I have heard from many people who have a harsher view of Hillary Clinton's "Internet freedom" speech that I expressed earlier. Part of the explanation, and I say this respectfully but with an edge, is that these people may not have heard as many Secretary of State speeches as I have. Usually such utterances have no apparent architecture or thought-content whatsoever. The standard transition is, "Turning now to Africa..." To have as much structure as Sec. Clinton's speech did -- to emphasize the obvious-but-rarely-made-by-politicians point that the Internet is simultaneously an opportunity and a peril; to try to enumerate the specific areas both of opportunity and of peril; to attempt, at least, the rhetorical trope of "Four Freedoms" of the Internet age; and again to attempt to make the connection between political freedom of expression and long term development of a society -- this is not nothing. To anyone disgruntled by this speech, I say: show me a speech by a sitting Secretary of State in recent times that is substantially better or more logically coherent. (George Marshall's speech unveiling what became the Marshall Plan does not count.) Graded in the only way that makes sense -- against other presentations of its kind -- it was an impressive piece of work.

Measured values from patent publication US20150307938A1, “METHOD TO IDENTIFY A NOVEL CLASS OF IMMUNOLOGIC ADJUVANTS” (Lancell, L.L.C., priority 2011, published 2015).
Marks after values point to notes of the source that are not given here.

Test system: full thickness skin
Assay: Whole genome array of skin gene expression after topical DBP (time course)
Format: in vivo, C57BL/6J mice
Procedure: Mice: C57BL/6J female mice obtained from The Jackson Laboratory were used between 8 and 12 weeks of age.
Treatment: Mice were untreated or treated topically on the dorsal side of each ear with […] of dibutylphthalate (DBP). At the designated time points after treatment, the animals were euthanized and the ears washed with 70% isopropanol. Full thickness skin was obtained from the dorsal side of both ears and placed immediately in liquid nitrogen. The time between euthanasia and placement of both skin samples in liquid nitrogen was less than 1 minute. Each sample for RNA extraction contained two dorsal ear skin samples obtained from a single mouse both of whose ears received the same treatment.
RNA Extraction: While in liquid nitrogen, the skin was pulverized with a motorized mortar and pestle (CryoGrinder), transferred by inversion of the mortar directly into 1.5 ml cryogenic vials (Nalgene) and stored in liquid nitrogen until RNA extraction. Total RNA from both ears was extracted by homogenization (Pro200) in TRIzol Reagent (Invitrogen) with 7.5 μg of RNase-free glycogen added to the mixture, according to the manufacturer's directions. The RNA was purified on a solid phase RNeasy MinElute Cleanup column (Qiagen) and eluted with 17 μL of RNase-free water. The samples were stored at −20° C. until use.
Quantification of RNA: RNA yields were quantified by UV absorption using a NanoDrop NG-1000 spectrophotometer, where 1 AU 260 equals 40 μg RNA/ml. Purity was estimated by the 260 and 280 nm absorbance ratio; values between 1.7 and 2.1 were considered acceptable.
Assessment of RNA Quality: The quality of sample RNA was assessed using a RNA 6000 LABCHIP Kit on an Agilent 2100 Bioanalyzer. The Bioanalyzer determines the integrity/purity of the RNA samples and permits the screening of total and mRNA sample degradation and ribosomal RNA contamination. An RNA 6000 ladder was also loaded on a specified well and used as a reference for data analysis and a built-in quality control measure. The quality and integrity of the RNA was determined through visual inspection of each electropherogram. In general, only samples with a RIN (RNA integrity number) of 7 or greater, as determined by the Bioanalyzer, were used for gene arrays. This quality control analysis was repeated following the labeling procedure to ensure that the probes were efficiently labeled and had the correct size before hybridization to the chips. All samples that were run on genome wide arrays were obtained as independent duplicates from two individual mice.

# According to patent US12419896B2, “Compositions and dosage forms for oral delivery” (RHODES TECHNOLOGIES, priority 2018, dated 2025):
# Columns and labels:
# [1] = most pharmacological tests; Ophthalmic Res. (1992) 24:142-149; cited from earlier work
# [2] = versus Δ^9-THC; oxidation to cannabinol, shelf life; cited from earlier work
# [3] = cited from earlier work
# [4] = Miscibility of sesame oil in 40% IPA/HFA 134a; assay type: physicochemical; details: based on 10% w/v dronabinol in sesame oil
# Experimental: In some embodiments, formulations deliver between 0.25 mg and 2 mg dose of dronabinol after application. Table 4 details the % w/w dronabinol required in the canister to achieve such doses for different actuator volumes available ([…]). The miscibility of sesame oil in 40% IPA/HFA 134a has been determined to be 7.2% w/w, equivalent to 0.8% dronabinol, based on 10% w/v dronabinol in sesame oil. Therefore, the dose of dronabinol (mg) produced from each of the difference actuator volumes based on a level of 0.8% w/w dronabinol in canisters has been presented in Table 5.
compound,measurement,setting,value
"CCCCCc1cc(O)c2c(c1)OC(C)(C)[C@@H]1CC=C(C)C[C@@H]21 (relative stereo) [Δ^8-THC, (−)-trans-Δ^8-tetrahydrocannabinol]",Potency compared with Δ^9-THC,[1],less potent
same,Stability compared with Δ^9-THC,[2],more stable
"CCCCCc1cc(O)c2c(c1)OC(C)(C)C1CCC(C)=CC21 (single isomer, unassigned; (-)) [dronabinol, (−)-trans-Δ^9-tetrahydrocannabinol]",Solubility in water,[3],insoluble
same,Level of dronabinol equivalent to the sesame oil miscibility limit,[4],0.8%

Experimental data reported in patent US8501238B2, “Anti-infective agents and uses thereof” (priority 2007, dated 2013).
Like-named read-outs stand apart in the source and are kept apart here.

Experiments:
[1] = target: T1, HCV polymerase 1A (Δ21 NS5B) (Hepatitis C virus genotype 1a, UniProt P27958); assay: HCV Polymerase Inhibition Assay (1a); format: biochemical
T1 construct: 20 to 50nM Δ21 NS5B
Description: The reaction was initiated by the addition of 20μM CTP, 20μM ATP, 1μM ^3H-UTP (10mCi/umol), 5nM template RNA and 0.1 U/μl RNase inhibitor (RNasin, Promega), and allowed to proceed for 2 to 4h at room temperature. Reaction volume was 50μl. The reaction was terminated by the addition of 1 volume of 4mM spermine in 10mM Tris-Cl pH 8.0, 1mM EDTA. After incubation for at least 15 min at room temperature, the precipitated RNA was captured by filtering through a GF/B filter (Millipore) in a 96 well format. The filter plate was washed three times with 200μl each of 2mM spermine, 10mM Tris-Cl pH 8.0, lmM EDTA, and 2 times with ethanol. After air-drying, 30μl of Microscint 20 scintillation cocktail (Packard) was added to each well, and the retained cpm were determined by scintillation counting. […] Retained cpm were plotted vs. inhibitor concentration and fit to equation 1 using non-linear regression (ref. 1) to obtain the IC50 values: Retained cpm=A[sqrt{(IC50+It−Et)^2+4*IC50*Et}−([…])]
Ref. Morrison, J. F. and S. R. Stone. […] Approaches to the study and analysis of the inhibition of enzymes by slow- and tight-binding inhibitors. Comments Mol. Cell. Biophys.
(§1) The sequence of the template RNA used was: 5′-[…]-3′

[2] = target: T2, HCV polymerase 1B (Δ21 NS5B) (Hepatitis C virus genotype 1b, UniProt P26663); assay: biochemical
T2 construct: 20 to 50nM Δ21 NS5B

Now... did it say exactly what the United States would do about practices it objects to, in China or elsewhere? Did it resolve other contradictions? No. And, of course not. Again, if you're unhappy about this, you need to be exposed to more sitting-official speeches! Is it likely to help Google's cause? No -- as I pointed out! But rather than go much farther down that path, let me cite a message from a "Chinese-American-Canadian" reader who heard the speech in Shanghai and makes some sensible points:
"From my vantage point in Shanghai, I can say that the news of Google possibly leaving the country was briefly a topic of discussion several days ago but hasn't been brought up since. My prediction is that, if Google leaves, Baidu will temporarily monopolize the market before facing competition from a domestic startup. Yes, Google will take a lot of top computer science talent along with it, but top talent will continue returning to the mainland from overseas to make up for the brain drain. And I don't think Google's departure will significantly impact the ability of Chinese people to circumvent censorship or government repression, as there are dozens of sites and forums discussing Party mishaps and injustices that are officially censored in the state news organs.